This The 100 review contains spoilers.
The 100 Season 5 Episode 4
After three episodes of much-awaited preamble, tonight’s episode sets in motion this season’s paradigm. Pandora’s Box gets a boost of energy from showing Wankru, Spacekru, and Clarke all in the same episode, for the first time this season. The mechanics are out of the way: most everyone is back on earth and out of the bunker. Clarke is reunited with her people. The prison ship people have some mysterious other motives, and they’ve shown that, like the 100 before them, they’re more than willing to rachet up the violence to get whatever they feel entitled to. Welcome to Season 5.
Don’t take that to mean that the previous episodes were unnecessary or overly long. On the contrary, so many time jumps are bungled by an unwillingness to both show what we’ve missed and take real risks with character changes. Instead, the time jump has rejuvenated The 100 with a chance to show off the daring gauntlets, strong visuals, and character-driven mayhem that it did best, once upon a time. The first few episodes have been some of the best of the series thus far. It’s clear that this season has a character-driven trajectory and some tight plotting it needs to get to on a schedule.
This episode is reminiscent of Kill Box and some of the other great strategic, tension-building episodes. Lots of chess pieces on the board, but just like in chess, every piece is hampered by restrictions. Octavia must rule her people, Charmaine needs to take what she can to help her people survive, Clarke cares for her daughter and mother above all else, and Bellamy still thinks he’s in charge. But every move sets countermoves in order, and before long everyone has a gun to their head. Mutually assured destruction for the last remaining humans on earth.
I can’t wait to learn more about Charmaine – she swaggered into this season with a space ship full of charisma, and I’m sure there’s a whole lot more to her Navy SEAL-turned-terrorist backstory. And where is home for her and her people now?
Some of the best moments in this episode cement the new world order, like how no one moves a muscle until Octavia gives the slightest nod of her head, and then it’s as though she has screamed her orders. Or when Bellamy tries to speak for his sister, the one he spent years protecting so hard he robbed her of her autonomy, only to learn that things are different now. Octavia’s ascension is almost a religious experience, and it’s something Bellamy was not prepared for.
Other strengths of this episode were callbacks to the show’s history, like the way Kane brought up his own violent, tyrannical rule, and the toll it took on Octavia. When a show has a long enough history like this one, it’s a strength to play into it realistically. Kane must know that as close as he and O get, he will always be the man who murdered her mother – and The 100 is a strong television show when it remembers that.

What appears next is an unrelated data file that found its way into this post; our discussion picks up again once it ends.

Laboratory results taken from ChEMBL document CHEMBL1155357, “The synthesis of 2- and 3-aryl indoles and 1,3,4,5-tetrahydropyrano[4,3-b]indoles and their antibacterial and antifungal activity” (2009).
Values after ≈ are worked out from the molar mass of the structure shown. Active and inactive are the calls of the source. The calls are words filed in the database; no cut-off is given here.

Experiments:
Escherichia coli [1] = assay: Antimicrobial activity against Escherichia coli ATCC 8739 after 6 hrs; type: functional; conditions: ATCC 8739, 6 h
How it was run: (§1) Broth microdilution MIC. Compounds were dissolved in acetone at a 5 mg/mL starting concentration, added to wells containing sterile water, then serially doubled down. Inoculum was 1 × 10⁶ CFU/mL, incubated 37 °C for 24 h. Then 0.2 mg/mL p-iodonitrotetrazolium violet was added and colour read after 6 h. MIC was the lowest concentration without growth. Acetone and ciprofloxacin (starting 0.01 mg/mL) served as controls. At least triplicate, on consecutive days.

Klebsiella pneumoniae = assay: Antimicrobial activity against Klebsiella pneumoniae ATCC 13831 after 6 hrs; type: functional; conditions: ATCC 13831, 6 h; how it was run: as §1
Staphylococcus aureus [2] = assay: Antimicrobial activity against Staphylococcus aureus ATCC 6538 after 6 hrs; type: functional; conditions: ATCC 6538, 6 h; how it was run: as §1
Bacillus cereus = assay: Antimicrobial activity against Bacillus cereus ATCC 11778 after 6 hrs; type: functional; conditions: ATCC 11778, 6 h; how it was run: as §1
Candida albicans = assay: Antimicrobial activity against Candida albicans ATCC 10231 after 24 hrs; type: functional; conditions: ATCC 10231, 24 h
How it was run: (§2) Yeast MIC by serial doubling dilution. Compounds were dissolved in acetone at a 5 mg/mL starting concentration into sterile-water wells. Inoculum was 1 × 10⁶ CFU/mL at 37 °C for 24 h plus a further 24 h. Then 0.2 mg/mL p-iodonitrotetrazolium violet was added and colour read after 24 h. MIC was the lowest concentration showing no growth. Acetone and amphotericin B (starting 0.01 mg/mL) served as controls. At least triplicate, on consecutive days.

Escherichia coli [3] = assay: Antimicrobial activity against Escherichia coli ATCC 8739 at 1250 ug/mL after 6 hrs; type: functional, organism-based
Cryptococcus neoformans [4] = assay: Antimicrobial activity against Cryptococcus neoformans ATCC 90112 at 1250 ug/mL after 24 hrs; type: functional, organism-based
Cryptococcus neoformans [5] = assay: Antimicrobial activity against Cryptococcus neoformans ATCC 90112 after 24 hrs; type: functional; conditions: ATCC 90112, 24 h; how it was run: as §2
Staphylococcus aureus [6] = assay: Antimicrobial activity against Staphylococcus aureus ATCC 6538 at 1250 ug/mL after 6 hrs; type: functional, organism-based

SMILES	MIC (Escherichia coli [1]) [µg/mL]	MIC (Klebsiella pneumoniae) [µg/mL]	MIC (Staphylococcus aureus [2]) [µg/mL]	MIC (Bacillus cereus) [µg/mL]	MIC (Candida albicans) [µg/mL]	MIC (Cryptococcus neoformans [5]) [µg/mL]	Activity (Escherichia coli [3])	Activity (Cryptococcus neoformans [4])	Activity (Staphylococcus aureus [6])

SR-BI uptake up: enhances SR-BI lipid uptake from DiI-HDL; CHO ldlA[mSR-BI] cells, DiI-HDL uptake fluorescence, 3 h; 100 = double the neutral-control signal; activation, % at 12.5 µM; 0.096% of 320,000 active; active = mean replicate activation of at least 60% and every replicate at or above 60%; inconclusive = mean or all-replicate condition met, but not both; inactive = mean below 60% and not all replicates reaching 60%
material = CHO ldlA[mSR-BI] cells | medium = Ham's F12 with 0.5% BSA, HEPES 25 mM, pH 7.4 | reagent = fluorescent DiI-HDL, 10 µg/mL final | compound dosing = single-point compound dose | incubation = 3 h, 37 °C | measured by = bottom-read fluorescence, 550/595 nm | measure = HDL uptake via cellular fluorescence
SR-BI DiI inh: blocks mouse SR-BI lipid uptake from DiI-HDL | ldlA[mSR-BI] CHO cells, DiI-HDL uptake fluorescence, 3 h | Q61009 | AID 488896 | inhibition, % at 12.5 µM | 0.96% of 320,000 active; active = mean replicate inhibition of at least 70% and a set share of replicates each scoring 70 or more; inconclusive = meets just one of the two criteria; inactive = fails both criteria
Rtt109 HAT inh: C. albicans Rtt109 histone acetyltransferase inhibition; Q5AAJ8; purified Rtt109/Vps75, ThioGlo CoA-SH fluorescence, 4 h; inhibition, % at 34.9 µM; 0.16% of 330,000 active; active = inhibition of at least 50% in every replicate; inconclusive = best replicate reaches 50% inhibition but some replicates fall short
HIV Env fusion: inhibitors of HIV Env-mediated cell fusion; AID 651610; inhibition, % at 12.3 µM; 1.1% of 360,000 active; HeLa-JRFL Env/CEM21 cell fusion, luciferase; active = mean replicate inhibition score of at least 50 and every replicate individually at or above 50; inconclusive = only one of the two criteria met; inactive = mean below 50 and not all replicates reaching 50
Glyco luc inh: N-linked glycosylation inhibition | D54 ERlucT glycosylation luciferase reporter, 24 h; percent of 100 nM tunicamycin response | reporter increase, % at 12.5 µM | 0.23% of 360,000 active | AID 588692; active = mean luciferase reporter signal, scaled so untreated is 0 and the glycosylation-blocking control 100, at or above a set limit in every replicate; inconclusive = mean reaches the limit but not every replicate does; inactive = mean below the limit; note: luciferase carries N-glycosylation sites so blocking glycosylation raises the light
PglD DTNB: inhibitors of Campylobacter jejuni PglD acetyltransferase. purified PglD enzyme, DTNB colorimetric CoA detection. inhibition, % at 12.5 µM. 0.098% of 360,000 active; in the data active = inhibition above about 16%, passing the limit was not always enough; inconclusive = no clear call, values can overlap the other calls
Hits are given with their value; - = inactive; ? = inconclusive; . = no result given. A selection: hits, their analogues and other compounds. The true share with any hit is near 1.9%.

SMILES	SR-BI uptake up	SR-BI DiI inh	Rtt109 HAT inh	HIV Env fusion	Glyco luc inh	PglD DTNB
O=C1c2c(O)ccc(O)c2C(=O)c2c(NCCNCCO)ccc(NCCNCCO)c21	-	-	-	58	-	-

There are many reunions this episode, but two of my favorites didn’t even happen in person. Seeing Raven overcome and Murphy genuinely happy to learn Clarke is alive was a good moment, and a nice way to feel connected to the two remaining members of SpaceKru. Of course this episode made good on the promise of the last one, by showing Bellamy and Clarke getting closer than 20 feet apart.
When all of the niceties are out of the way, though, how long will it take for everyone to realize how cavalier Clarke has become with murder? And what impact will the existence of Wanheda have on Bloodrayna’s rule? There was more than just a ripple when she appeared in the bunker.
As much as this is a good episode, it feels like necessary connective tissue between stronger ones. It fills in the details of circumstances that we’ve known were coming since the first sizzle reel hit. Unfortunately, Pandora’s Box is about opening the box, not seeing what’s inside – we still have to wait to see how Clarke will learn of her mother’s addiction, and how the Blake siblings will handle their very different styles of leadership.
The dynamics between Octavia and her two mentors, Indra and Kane, are sowing some interesting seeds, but lack real impact. When Kane says she has lost her way, it’s hard for us to have an opinion since there’s clearly more to this story and to the “dark year.” Indra has always been someone to find her own code of honor amidst the chaos, and she and Kane have always had a special fealty to one another, a respect. It’s not surprising she would help him, especially if she agrees that Octavia has gone astray – but again, without seeing any real evidence of that, beyond her skull throne and the existence of Grounder Fight Club, it’s hard to feel invested in their changing relationship and whatever conflict may be at its center.
As much as I loved Bellamy’s amazing entrance to the bunker and as happy as I am to see Bellamy reunite with the two most important women in his life, he’s got another thing coming if he thinks either of them will answer to him. Watching him talk over his sister, the queen, is a reminder of not only her hard-won status, but how egocentric the 100 are. They so often assume that all life on earth revolves around them. They may not be that far off, if only due to numbers, but Octavia has a role to play in Grounder culture now. She has obligations to her people that go beyond anything Bellamy or even Clarke may be bound by. Bellamy needs to learn that keeping strategic information from the queen is not an option, even if it is his sister.
Will they be able to rescue everyone else from the bunker? Is Murphy kinda falling in love with Raven? What’s going to happen to Abby and Kane as the earth descends into all-out war?